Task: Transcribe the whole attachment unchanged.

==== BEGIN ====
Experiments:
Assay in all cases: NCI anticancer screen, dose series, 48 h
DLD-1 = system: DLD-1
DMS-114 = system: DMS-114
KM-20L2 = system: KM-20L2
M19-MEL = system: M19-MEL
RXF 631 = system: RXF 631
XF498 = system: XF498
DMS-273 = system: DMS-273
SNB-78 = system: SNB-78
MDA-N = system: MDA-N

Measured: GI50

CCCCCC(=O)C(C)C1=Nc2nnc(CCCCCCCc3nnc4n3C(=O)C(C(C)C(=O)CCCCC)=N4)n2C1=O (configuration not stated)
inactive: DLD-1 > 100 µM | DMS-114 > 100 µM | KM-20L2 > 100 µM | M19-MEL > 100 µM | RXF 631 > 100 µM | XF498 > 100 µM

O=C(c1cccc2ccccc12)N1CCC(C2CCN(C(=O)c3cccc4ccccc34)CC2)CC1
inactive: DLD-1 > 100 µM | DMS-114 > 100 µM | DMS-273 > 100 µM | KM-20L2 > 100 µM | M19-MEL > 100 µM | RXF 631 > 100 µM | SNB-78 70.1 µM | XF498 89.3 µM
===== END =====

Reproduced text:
Experiments:
Assay in all cases: NCI anticancer screen, dose series, 48 h
DLD-1 = system: DLD-1
DMS-114 = system: DMS-114
KM-20L2 = system: KM-20L2
M19-MEL = system: M19-MEL
RXF 631 = system: RXF 631
XF498 = system: XF498
DMS-273 = system: DMS-273
SNB-78 = system: SNB-78
MDA-N = system: MDA-N

Measured: GI50

CCCCCC(=O)C(C)C1=Nc2nnc(CCCCCCCc3nnc4n3C(=O)C(C(C)C(=O)CCCCC)=N4)n2C1=O (configuration not stated)
inactive: DLD-1 > 100 µM | DMS-114 > 100 µM | KM-20L2 > 100 µM | M19-MEL > 100 µM | RXF 631 > 100 µM | XF498 > 100 µM

O=C(c1cccc2ccccc12)N1CCC(C2CCN(C(=O)c3cccc4ccccc34)CC2)CC1
inactive: DLD-1 > 100 µM | DMS-114 > 100 µM | DMS-273 > 100 µM | KM-20L2 > 100 µM | M19-MEL > 100 µM | RXF 631 > 100 µM | SNB-78 70.1 µM | XF498 89.3 µM